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Term insurance premiums could rise further, but that’s not related to COVID-19: HDFC Life

Depending on the data relating to immunity, there could be a case for differential premium pricing based on geographies, subject to IRDAI approvals

December 03, 2020 / 07:19 PM IST

Different regions within the country are behaving differently when it comes to COVID-19 infection and fatality rates. Depending on the data that emerges finally, there could be a case of differential pricing based on geographies, subject to IRDAI approvals, Srinivasan Parthasarathy, Chief Actuary and Appointed Actuary, HDFC Life Insurance tells Preeti Kulkarni in an interview.

How has COVID-19 affected risk assessment and mortality assumptions for the life insurance industry?

These are early days yet. We are still in the middle of the pandemic and the effect is flowing through. The previous Spanish Flu pandemic of 1918 lasted for three years. So, such pandemics could last for 18 months to two years. From the actuarial perspective, data has not fully flown in yet, though we have started getting some glimpses. Reviewing mortality assumptions will take some time. Also, what you need to remember is that insurance penetration in India is low, at sub-3 percent. So what you see at the national level in terms of infection and mortality rates is not necessarily going to flow into the life insurance sector data.

What has been HDFC Life’s COVID-19 claim experience?

While the number of COVID-19 claims is increasing month-on-month, the total number of claims is within our estimates. Non-COVID-19 claims have been lower and we continue to monitor any delays in claims reporting. As of September 30, 2020, we have received 418 COVID-19 related claims on the individual business and 50 claims in the group business.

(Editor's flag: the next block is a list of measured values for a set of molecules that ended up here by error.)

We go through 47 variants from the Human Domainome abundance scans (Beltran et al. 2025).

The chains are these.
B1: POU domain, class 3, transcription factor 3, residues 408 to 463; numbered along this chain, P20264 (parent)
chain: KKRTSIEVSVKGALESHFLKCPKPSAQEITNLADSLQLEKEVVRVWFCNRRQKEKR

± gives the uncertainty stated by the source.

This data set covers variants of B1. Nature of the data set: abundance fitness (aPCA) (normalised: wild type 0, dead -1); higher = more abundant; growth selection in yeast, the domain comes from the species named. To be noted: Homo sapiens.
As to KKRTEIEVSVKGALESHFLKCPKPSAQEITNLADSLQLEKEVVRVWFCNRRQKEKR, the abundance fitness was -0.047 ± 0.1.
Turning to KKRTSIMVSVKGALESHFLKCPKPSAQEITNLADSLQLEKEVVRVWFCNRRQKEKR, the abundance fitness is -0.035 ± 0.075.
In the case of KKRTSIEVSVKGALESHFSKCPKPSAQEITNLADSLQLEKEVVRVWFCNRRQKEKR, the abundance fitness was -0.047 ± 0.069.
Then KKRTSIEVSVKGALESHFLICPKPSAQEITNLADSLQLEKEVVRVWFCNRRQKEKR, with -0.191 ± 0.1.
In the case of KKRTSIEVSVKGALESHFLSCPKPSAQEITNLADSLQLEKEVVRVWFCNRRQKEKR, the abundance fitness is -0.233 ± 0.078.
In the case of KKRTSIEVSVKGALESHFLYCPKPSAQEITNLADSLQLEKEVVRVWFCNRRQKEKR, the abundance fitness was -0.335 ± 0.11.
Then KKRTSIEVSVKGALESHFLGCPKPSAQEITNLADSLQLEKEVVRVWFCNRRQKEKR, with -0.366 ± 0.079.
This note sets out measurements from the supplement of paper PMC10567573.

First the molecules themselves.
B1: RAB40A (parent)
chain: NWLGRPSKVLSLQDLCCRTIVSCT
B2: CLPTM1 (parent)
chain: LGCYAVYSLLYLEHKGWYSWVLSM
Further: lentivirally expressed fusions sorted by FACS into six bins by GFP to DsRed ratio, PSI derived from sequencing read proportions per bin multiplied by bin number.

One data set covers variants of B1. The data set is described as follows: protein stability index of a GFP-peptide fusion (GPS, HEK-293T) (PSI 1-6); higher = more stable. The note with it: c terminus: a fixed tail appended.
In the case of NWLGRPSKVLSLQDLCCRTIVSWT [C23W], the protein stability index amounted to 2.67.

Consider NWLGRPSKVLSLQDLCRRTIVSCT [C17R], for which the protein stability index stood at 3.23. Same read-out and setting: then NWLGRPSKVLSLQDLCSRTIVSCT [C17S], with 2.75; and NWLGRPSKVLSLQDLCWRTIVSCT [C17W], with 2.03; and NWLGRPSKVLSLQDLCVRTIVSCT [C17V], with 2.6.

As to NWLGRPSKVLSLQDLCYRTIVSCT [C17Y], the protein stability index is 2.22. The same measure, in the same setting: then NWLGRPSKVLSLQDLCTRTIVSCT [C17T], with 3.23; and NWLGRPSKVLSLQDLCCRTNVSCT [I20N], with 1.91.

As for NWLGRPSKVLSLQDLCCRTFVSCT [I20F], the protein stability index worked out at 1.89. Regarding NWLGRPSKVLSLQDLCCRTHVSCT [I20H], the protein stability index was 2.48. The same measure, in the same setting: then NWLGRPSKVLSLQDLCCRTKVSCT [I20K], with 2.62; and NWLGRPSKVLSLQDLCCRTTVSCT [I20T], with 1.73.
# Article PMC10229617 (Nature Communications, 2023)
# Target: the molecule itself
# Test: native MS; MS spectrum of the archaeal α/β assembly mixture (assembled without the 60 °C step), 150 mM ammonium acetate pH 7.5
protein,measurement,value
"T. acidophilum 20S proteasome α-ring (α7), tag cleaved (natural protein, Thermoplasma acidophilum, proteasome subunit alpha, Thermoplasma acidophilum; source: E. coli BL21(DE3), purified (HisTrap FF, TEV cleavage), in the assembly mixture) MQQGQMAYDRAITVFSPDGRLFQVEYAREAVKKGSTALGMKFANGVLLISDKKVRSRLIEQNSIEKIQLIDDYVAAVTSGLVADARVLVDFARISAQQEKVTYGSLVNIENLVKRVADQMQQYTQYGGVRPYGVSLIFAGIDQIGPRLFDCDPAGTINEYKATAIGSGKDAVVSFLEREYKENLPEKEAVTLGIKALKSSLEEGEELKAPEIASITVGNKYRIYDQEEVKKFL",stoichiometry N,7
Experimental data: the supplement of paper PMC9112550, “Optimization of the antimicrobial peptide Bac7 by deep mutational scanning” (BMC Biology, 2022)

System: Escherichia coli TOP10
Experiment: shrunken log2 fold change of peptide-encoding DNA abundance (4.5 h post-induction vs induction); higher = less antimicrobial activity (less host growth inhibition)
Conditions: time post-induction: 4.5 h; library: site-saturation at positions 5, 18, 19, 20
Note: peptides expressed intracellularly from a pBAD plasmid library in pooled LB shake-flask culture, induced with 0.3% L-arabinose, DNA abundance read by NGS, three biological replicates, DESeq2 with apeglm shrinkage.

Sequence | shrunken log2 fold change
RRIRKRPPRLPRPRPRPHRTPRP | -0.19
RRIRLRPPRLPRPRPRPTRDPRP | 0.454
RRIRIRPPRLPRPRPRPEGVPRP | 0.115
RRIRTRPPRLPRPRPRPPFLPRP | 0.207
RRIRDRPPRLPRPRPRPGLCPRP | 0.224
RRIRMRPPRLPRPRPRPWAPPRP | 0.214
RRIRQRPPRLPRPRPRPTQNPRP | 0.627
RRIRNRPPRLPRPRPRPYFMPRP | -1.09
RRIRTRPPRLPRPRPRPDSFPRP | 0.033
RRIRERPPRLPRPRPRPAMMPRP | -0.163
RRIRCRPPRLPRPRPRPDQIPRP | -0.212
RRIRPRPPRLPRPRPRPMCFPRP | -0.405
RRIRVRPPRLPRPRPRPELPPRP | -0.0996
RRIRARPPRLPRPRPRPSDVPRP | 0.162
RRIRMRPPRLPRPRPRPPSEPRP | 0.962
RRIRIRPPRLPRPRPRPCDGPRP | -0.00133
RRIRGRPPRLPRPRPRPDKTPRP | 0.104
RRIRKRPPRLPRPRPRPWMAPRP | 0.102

COVID-19 Vaccine

Frequently Asked Questions

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How does a vaccine work?

A vaccine works by mimicking a natural infection. A vaccine not only induces immune response to protect people from any future COVID-19 infection, but also helps quickly build herd immunity to put an end to the pandemic. Herd immunity occurs when a sufficient percentage of a population becomes immune to a disease, making the spread of disease from person to person unlikely. The good news is that SARS-CoV-2 virus has been fairly stable, which increases the viability of a vaccine.

How many types of vaccines are there?

There are broadly four types of vaccine — one, a vaccine based on the whole virus (this could be either inactivated, or an attenuated [weakened] virus vaccine); two, a non-replicating viral vector vaccine that uses a benign virus as vector that carries the antigen of SARS-CoV; three, nucleic-acid vaccines that have genetic material like DNA and RNA of antigens like spike protein given to a person, helping human cells decode genetic material and produce the vaccine; and four, protein subunit vaccine wherein the recombinant proteins of SARS-COV-2 along with an adjuvant (booster) is given as a vaccine.

What does it take to develop a vaccine of this kind?

Vaccine development is a long, complex process. Unlike drugs that are given to people with a diseased, vaccines are given to healthy people and also vulnerable sections such as children, pregnant women and the elderly. So rigorous tests are compulsory. History says that the fastest time it took to develop a vaccine is five years, but it usually takes double or sometimes triple that time.

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The COVID-19 reserve of Rs 41 crore created by us in April 2020 remains adequate, and the overall claims is well within the total reserves held.

COVID-19 fatalities are skewed towards older age-groups, but we do not have such a strong proportion of policyholders in that high-risk category. We have customers in older age groups in the annuity category, where there is no death cover. Our customers largely fall in the age-bracket of 35-40 years.

Overall, the total number of death claims is lower than what you normally would expect. During the lockdown, hardly any claims were reported, but this changed in July-September when the unlock process began. Deaths reported are higher from some states, particularly Maharashtra and Gujarat.